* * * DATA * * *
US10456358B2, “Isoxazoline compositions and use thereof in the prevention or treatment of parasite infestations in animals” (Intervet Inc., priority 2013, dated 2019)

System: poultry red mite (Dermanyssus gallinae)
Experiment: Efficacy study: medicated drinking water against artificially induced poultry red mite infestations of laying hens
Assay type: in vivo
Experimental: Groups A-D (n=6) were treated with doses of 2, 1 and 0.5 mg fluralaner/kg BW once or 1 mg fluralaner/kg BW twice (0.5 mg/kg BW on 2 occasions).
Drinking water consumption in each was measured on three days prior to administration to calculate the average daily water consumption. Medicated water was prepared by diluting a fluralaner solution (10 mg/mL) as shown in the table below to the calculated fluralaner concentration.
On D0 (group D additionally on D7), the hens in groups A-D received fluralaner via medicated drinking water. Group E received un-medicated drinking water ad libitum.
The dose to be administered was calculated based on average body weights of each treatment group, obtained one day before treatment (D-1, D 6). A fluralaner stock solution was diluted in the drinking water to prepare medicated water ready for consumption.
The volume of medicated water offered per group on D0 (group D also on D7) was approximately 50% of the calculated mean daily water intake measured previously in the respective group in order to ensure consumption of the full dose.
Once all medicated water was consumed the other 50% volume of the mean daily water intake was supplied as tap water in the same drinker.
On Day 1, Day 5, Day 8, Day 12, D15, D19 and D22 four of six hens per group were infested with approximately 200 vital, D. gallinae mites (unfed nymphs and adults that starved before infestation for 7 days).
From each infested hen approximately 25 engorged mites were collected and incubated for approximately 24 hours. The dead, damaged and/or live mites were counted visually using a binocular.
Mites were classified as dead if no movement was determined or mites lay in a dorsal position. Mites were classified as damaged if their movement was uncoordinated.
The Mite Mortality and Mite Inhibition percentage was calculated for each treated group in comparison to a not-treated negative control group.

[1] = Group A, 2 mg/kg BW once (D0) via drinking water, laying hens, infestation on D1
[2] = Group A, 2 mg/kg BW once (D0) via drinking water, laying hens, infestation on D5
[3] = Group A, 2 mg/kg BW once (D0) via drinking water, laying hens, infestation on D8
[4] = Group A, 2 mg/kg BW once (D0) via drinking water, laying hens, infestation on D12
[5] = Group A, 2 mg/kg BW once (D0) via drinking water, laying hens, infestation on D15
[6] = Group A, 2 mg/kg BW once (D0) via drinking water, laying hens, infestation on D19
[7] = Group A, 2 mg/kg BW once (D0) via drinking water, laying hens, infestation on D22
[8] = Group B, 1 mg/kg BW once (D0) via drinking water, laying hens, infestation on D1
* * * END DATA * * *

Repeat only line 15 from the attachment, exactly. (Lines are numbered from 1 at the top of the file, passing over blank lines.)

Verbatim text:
[1] = Group A, 2 mg/kg BW once (D0) via drinking water, laying hens, infestation on D1